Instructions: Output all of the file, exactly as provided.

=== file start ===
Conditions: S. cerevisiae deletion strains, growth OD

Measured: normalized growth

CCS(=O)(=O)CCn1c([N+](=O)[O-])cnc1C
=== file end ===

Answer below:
Conditions: S. cerevisiae deletion strains, growth OD

Measured: normalized growth

CCS(=O)(=O)CCn1c([N+](=O)[O-])cnc1C